Beginning in 1948, Rosengart was active an art dealer and influencer. She counted Picasso as a personal friend. Rosengart modeled for Picasso five times, quite platonically. Of her portraits, Rosengart says she "snuck into immortality through the back door."



Pablo Picasso, Buste de Femme (Jacqueline), 1963.


Housed in the former Swiss National Bank, the Rosengart Collection is spread over 3 floors. The entire ground floor is dedicated to Picasso. His 50 works are arranged in chronological order, from 1938 to 1969. You can see Picasso photos from American photojournalist David Douglas Duncan of documenting his life and work.


The collection also includes works by Chagall, Degas, Cézanne, Kandinsky, Miró, Matisse, Renoir, Monet, Pissaro, and Seurat.


Picasso's eyes, photographed by Duncan. Rosengart called them "deep, piercing Spanish eyes" that felt like "arrows"

Pablo Picasso, Cavalier with a Pipe, 1968


Address: Stiftung Rosengart, Pilatusstrasse 10, CH - 6003 Lucerne

Hours: Daily Apr to Oct: 10:00 am to 6:00, Nov to Mar: 11:00 am to 5:00 pm

Entry fee: CHF 18.00



the convent, Collège des Prêcheursin, which will house the new Picasso museum just outside Aix-en-Porvence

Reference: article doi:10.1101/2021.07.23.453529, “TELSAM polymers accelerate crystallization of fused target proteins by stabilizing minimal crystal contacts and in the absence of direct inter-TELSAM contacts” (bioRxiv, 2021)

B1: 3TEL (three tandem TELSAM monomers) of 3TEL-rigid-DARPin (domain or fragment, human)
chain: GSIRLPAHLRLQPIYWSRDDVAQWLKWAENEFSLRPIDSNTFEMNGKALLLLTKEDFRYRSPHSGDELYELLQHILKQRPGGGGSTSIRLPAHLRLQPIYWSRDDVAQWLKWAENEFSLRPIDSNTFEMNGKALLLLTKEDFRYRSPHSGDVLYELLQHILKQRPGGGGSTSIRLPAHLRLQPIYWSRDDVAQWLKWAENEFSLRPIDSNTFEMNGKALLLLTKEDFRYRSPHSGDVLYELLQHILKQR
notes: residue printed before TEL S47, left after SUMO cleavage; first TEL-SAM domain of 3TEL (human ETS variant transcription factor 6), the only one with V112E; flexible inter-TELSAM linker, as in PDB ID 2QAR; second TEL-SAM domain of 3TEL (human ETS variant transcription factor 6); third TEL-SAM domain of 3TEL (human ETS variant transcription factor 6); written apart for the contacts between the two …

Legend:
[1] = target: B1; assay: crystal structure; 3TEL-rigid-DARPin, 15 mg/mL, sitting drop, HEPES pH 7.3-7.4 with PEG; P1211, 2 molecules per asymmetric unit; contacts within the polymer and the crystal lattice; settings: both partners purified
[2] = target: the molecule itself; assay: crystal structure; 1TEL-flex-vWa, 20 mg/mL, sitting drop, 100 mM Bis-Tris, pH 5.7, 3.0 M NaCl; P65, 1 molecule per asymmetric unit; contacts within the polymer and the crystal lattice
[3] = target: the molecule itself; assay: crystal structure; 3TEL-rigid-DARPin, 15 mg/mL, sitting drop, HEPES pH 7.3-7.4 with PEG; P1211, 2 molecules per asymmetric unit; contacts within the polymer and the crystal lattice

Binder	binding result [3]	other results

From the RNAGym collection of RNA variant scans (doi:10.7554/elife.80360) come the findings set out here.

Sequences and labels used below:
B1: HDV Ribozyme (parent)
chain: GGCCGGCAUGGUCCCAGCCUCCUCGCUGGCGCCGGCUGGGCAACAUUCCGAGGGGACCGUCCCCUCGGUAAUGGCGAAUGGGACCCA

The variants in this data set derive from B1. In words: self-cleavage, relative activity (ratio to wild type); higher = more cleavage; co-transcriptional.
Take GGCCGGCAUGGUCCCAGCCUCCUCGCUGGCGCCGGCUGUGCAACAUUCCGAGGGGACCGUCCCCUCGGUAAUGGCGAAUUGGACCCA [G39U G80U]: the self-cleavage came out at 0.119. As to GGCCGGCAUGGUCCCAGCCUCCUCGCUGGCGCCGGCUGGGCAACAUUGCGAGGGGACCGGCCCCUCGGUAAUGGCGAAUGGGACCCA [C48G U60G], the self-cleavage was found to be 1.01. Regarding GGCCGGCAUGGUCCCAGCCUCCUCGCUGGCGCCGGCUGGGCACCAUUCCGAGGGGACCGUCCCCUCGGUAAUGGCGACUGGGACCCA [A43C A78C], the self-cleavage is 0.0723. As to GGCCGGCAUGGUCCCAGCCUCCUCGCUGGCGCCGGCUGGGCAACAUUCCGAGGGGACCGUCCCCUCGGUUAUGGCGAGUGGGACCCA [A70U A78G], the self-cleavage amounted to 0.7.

7. Coming Soon! The Jacqueline and Pablo Picasso Museum in Aix-en-Provence


Single artist museums are a rarity. But Picasso was so prolific that he will now have another eponymous museum. This one, the Jacqueline and Pablo Picasso Museum, is due to open in 2021 just outside Aix-en-Provence in southern France.


The museum is being founded by Catherine Hutin-Blay, Picasso’s stepdaughter by his second wife Jacqueline Roque. She recently purchased an old convent, Collège des Prêcheursin, near Jacqueline and Picasso's burial site, to house her collection.



Pablo Picasso, Jacqueline Sitting in Profile, 1954


Hutin-Blay's collection includes nearly 1,000 paintings and 1,000 other pieces. There are 400 portraits of Jacqueline. The works have never been exhibited before March 2019, when they were on display in Berlin.


The museum will be nearly 10,000 square feet. It will have spaces for a permanent exhibition, temporary exhibitions, an auditorium, a research center, and pottery center.



If you love Picasso and would like to do a Picasso pilgrimage in Europe, pin it for later.